- TransWest Express, an Anschutz Corp. subsidiary, is seeking to put its planned Wyoming-to-Nevada power line, which has the same name, under the control of the California Independent System Operator, the company said Monday.
- The 732-mile transmission project is designed to deliver wind power in Wyoming to load serving entities in the West, mainly in California, but without increasing CAISO’s transmission access charge, which the grid operator levies on customers to meet its revenue needs, according to an application at CAISO.
- “It makes both technical and commercial sense for the operation of the [TransWest] project to be handled by the California ISO,” Roxane Perruso, TransWest’s chief operating officer, said in a statement.
The bi-directional TransWest Express project is slated to run from Sinclair, Wyoming, to the Eldorado substation in southern Nevada in three segments. The project includes a 3,000-MW segment between Wyoming and Utah and two 1,500-MW segments from Utah to south of Las Vegas.
The Federal Energy Regulatory Commission in February accepted TransWest’s agreement to sell all the capacity on the line to Power Company of Wyoming, an affiliated company developing a 3,000-MW wind farm.
In Delta, Utah, the line is slated to interconnect to the Intermountain Power Agency’s Intermountain Power Project 345-kV switchyard, enabling the project to interconnect with the Los Angeles Department of Water and Power’s balancing authority area and deliver renewable energy to southern California municipal utilities, TransWest said in its application with CAISO.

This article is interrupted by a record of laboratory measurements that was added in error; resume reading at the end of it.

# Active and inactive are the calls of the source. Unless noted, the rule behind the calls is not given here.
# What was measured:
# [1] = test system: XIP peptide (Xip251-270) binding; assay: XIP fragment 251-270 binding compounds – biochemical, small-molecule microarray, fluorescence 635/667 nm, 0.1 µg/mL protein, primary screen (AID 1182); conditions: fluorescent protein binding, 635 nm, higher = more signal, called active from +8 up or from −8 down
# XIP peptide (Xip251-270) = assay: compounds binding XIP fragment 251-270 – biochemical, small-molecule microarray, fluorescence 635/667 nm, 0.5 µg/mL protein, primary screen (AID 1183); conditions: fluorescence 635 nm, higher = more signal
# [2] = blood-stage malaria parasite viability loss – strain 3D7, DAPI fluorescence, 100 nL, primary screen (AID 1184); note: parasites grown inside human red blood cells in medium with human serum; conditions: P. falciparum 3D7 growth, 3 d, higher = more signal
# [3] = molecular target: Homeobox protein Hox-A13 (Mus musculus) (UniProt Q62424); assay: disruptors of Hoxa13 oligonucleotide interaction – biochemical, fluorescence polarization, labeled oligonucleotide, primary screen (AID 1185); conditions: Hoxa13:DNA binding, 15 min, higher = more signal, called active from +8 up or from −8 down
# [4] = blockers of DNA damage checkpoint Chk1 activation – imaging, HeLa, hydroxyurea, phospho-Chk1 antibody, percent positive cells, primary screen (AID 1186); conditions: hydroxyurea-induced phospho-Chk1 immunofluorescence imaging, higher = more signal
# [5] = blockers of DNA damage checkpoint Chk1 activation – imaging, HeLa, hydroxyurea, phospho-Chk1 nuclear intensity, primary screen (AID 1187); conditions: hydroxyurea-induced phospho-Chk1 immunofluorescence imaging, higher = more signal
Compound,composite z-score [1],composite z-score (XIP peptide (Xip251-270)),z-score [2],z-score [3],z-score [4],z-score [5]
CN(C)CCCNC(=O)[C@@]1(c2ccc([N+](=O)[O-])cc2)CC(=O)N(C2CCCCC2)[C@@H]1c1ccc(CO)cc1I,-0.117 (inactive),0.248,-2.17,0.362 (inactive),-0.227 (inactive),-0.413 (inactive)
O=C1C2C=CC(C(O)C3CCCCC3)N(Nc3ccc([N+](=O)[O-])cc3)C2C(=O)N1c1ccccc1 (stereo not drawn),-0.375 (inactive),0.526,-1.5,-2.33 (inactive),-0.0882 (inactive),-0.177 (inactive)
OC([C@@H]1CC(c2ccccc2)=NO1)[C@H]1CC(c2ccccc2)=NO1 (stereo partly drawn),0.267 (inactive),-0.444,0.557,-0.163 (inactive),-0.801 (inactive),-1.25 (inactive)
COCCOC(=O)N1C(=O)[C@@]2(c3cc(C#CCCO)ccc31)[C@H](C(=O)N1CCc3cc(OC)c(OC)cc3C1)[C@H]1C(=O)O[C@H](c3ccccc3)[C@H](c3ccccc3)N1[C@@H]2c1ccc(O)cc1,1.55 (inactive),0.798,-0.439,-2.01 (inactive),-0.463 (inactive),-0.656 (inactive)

TransWest has acquired all needed major permits and has secured all the easements and authorizations it needs to build on private lands, according to the application.
TransWest said it expects it can bring online the 1,500-MW segments between Wyoming and Utah and Utah and Nevada in 2026.
Under a proposed contractual arrangement, TransWest would become CAISO’s first subscriber participating transmission owner, or SPTO, according to the company.
TransWest said it would be paid for long-term firm transmission service from its subscribers and for other transmission services under a separate wheeling charge. In the proposed SPTO model, the TransWest project will become part of CAISO’s network without increasing the grid operator’s transmission access charge, according to the company.
CAISO is holding a stakeholder call on the TransWest application and the proposed subscriber participating transmission owner model on Aug. 1. Comments on the presentation and discussion are due on Aug. 15.